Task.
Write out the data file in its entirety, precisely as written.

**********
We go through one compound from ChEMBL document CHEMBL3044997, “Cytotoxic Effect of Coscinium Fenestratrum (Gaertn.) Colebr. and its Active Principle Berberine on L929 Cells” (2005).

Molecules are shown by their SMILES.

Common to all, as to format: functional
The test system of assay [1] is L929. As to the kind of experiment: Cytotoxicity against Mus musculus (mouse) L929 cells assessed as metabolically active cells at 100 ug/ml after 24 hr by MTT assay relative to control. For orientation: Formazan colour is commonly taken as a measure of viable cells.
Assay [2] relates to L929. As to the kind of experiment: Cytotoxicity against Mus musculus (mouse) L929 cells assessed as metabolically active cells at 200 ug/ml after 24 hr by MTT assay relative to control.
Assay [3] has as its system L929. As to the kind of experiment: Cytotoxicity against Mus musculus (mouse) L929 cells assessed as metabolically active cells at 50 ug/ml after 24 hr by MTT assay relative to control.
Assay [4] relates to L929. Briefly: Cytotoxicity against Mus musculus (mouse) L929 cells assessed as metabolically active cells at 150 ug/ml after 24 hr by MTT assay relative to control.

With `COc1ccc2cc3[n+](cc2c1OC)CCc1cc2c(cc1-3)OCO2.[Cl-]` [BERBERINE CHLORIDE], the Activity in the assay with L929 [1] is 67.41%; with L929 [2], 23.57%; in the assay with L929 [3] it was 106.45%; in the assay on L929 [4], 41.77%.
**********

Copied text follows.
We go through one compound from ChEMBL document CHEMBL3044997, “Cytotoxic Effect of Coscinium Fenestratrum (Gaertn.) Colebr. and its Active Principle Berberine on L929 Cells” (2005).

Molecules are shown by their SMILES.

Common to all, as to format: functional
The test system of assay [1] is L929. As to the kind of experiment: Cytotoxicity against Mus musculus (mouse) L929 cells assessed as metabolically active cells at 100 ug/ml after 24 hr by MTT assay relative to control. For orientation: Formazan colour is commonly taken as a measure of viable cells.
Assay [2] relates to L929. As to the kind of experiment: Cytotoxicity against Mus musculus (mouse) L929 cells assessed as metabolically active cells at 200 ug/ml after 24 hr by MTT assay relative to control.
Assay [3] has as its system L929. As to the kind of experiment: Cytotoxicity against Mus musculus (mouse) L929 cells assessed as metabolically active cells at 50 ug/ml after 24 hr by MTT assay relative to control.
Assay [4] relates to L929. Briefly: Cytotoxicity against Mus musculus (mouse) L929 cells assessed as metabolically active cells at 150 ug/ml after 24 hr by MTT assay relative to control.

With `COc1ccc2cc3[n+](cc2c1OC)CCc1cc2c(cc1-3)OCO2.[Cl-]` [BERBERINE CHLORIDE], the Activity in the assay with L929 [1] is 67.41%; with L929 [2], 23.57%; in the assay with L929 [3] it was 106.45%; in the assay on L929 [4], 41.77%.